It’s not just the way you interact with your computer that will change with Windows 8. The way programs are written is also being rethought. 

There will be two types of program running on a Windows 8 PC: legacy programs, and updated versions of existing programs. The latter will be written on the same 32bit or 64bit structure as current programs. 
Aside from a few navigational tweaks, we don’t expect to see many changes from the sorts of programs we run at present. Microsoft will include an interstitial layer to ensure this is the case.

Although the hardware requirements for Windows 8 will be modest, the only references we’ve found so far relating to how far back you’ll be able to go in terms of software suggest “applications that run on great Windows PCs today”. Windows XP users will almost certainly have to accept that they won’t be able to run programs written for it in Windows 8. Software that runs on Vista or Windows 7 should be fine, however. 

Interestingly, as we went to press, we learned of a rumoured early hardware device that will take advantage of both apps designed for touchscreens and legacy programs. The Asus Eee Pad tablet looks set to get a Windows 8 outing in 2012.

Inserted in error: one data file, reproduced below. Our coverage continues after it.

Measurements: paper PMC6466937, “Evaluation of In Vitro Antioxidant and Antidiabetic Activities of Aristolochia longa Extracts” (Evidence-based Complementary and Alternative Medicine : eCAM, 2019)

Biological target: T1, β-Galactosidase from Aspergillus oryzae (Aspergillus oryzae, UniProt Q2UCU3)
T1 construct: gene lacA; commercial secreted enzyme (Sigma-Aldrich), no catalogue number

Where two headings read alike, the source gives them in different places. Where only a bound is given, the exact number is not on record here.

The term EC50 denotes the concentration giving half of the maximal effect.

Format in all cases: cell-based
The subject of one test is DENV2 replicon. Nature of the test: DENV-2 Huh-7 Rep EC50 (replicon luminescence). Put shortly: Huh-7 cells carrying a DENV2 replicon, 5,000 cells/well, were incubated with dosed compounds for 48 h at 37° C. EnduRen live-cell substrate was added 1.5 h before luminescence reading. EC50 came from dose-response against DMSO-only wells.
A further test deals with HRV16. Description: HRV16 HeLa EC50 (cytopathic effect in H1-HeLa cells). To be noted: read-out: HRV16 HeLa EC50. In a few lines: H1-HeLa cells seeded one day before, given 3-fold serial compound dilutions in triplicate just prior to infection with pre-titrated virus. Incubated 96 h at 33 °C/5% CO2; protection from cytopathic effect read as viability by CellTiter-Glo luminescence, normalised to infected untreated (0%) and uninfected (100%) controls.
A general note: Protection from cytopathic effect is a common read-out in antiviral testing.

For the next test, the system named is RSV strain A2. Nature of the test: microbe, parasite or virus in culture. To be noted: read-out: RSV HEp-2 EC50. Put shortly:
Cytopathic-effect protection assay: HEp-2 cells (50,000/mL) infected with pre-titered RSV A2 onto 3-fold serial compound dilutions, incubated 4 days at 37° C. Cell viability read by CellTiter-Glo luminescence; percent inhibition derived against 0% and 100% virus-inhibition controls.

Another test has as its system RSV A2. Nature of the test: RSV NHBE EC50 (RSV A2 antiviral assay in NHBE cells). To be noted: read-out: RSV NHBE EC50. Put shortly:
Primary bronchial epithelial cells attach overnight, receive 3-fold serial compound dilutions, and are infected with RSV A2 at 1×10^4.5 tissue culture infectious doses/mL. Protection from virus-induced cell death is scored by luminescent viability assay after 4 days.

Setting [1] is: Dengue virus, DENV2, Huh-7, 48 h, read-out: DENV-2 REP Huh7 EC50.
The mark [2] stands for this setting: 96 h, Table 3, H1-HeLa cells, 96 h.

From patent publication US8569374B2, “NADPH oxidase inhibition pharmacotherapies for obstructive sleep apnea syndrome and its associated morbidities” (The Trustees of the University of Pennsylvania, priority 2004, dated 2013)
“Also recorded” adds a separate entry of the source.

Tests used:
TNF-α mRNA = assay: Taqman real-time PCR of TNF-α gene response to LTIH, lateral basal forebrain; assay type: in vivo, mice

The other sort of program you’ll find on a Windows 8 PC or laptop, however, takes a very different approach. In common with the programs being written for the web, these will use either JavaScript or HTML5 as their basis. “CSS, HTML5 and JavaScript are the most widely understood programming languages and the backbone of the internet,” says Angiulo. 

You’ll be able to have both desktop Windows applications and ones written in JavaScript running and visible onscreen at once. A shrunken Start button will act as a switch between the two modes should you prefer to use your Windows 8 PC in one rather than the other. Instant access to your world From here on, the new OS is a real departure from the product we currently think of as Windows. It is “perhaps better thought of as a mashup of Windows 7 and Windows Phone 7”, says Joanna Stern of US technology site This Is My Next. Tablet PCs may become the default form factor, and their touchscreens require a different approach. 

Windows 8 Start Screen

Unlike Google with its Android platform, Microsoft decided against tablets running Windows Phone 7. So our expectations of a built-for-tablets touchscreen interface are high. Both Apple iOS and Google Android ‘Honeycomb’ have proved impressive tablet environments and are all the better for having been built for purpose.

Importantly, Microsoft is promising the tablet-like advantages of instant-on devices, but with multitasking too. Your PC will eventually become whichever device you access it from.